# 5 Visitors and Kids

Almost every day someone comes to greet me and/or another Mji kid comes back to do some “tuitioning.”   Today it was Evelyn, a form 4 girl whose performance has been lackluster at best.  Two of her siblings grew up here, Cynthia, who is now in university studying engineering and younger brother, Tylon, who will come tomorrow.  Evelyn and I had a real heart-to-heart about her future, which right now doesn’t look too bright.  The sad thing is that she is bright, but somewhere along the line a teacher told her she wasn’t a good student and she really took that on.  Her grades, which had been quite good, dropped and she lost all interest in school.

“Evelyn, what do you want to be when you grow up?” “I don’t know.”  “What classes do you like?”  “Biology.”  “Hmmm can you think of something in the area of biology you might like?”   Shy smile and giggle.  “Evelyn, when November comes and you’ve taken your last exam, you’ll be leaving St. Francis.  Where will you go?  You can’t come back here, b/c Fr. Ngaruiya has closed this home.  What will you do?”  “I don’t know.”  Oh, God, this tiny, shy sweet girl goes out the gate of school with all her worldly belongings and has no place to go!  I was close to tears, but had to hold it together.  Evelyn absolutely has to develop a plan.  “The deal is, Evelyn that your only chance right now is to quality for university or some training institute.  If you have no idea what you want to train for, we can’t send you on for further education.  This is it, Evelyn, you’ve got to get it together and perform really well on the KCSE or else you’ll have nowhere.”  She looks very solemn and nods.

Evelyn didn’t want her photo taken, but here is one from about 10 years ago.  (L) older brother, Tylon, Joseph (since adopted) Tabitha, Evelyn

“When I first came here and you were that quiet little girl, Fr. Kiriti told me you were a very strong student, but something happened to that.  Is that right?  (nod)  What happened?”  “I don’t know.”  “But you do remember that your grades used to be very good.”  (nod)  “What has happened to you in math?”  I’ve noticed she spaces out in math class.  “I just don’t understand  “OH, tell me some topics that are really hard for you.”  She goes through the form 4 book and lists 6 topics.  “OK, which do you want to begin with?”  “Differentiation.”  They all know how to differentiate, but mostly have no clue what it means.  I’ve taken to writing notes and definitions on the papers we generate in hopes they’ll look at them, but also when I ask, “What will we find out by differentiating?”  Nada Depending on the question I tell them it’s the velocity of a moving object or it’s the slope of the line tangent to the curve at any point and what does it mean when that slope in zero.  Then we tackle some questions.  Over and over we come back to What does the derivative tell you?  How can we use it to answer this question?  Finally she begins to put it all together.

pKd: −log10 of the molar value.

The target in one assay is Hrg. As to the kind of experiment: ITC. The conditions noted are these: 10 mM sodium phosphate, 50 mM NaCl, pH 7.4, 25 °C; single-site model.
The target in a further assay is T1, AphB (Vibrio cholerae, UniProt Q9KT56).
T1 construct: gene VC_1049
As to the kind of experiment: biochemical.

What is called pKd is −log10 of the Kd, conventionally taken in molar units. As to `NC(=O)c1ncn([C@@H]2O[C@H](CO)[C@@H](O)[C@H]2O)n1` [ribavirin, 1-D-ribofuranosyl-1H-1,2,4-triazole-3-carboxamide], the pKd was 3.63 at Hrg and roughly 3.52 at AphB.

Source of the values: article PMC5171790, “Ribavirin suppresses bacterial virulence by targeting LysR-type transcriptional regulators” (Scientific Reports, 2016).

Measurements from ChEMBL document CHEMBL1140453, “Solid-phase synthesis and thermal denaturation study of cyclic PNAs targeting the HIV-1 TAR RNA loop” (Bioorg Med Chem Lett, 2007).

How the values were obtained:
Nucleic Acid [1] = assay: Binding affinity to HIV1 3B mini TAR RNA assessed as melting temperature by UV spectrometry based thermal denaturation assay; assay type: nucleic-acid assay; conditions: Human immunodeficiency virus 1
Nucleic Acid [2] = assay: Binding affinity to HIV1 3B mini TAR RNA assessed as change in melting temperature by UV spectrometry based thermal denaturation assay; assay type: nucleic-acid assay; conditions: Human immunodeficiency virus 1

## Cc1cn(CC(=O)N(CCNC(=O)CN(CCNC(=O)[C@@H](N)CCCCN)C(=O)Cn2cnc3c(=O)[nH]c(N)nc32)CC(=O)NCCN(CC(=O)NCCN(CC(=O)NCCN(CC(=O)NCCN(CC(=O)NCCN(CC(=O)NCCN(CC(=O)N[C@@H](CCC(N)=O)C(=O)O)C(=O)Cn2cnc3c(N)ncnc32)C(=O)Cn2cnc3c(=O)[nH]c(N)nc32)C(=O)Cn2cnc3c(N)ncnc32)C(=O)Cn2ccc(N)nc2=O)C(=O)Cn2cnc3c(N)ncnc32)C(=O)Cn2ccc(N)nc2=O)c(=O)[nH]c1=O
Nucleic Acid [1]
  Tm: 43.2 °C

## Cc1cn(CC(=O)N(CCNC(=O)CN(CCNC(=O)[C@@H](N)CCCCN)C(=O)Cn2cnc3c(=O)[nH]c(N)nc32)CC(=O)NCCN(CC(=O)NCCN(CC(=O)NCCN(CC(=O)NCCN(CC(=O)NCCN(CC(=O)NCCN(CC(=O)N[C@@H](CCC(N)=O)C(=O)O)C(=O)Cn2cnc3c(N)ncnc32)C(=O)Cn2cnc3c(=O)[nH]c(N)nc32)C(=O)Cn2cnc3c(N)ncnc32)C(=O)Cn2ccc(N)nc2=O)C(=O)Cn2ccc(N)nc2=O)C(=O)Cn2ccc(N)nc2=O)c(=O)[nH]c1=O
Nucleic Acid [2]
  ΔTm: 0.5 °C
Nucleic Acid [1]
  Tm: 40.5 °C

I wrote about Lucy last time.  ETW has decided to continue to support her through her last bit of salon training.  That means baby care for the 2-year old, nursery school for the 4 your old (who is quite out-going and already loves me!), and food/lodging.  Because she stopped going to class she must repeat 3 months, so it’s a big deal.  But we know this is her only chance.

Here she is with her 2 boys.  Older one is Edward, ARGH! Can’t remember younger one.

June 23

Alison Staab, Kenya Help board member, arrived today.  Hillary drove us to the airport, where we had a fairly long wait, but that’s better than last year, her first visit as a KH’er.  We were late and when she came out of customs, we weren’t there.  She handled it like a trooper, but I felt bad.  I know how it is to arrive and find a big smile greeting me.  After that long trip, it provides the big “Ah!” and the tension begins to fall away.  Alison is another retired math teacher.  The 2 of us put in long hours working with the form 4’s at SFG last summer.  Unfortunately, the math results for the KCSE were pretty dismal.  It was a class which had had many different teachers and the inconsistency showed.  I’m told this year’s form 4’s are much stronger.

Already our dance card is full.  Tomorrow we go for parent visiting day at Joseph’s school.  Yes, he is Joseph, the notorious peanut butter thief.  He’s now in 6th grade and I’m told he’s a reformed character.

Later a friend will visit.  Sunday, more visitors, then a party for all the kids who have been here all week, studying their little hearts out.  We’ll have chicken, chipattis and greens, with ice cream and biscuits (cookies) for dessert.  Monday, Fr. Kiriti is coming and later Alison and I will go to St. Francis—the first time this year for both of us.  Tuesday is David Mungai’s graduation, which we will not attend.  “Margo, you won’t even get there.  The graduation will go on and you’ll be sitting in a huge traffic jam.”  (quote Fr. Kiriti).  Evidently it’s 101 on Friday evening with a Giants game—that’s the regular situation.  On graduation day it will be worse.  Although what could be worse than going nowhere?  Backwards?  We’ve agreed we will meet in a restaurant somewhere in Nairobi for a nice meal, where we’ll actually be able to talk to him.  At the graduation mob scene, even if we got there, it would take the Hubble telescope to see him.  This plan will be much better.  Friday will be Thanksgiving mass for him.  This is traditional when a student completes his/her university course.  Another big party afterwards.  Yikes, I’m exhausted just writing about it all.

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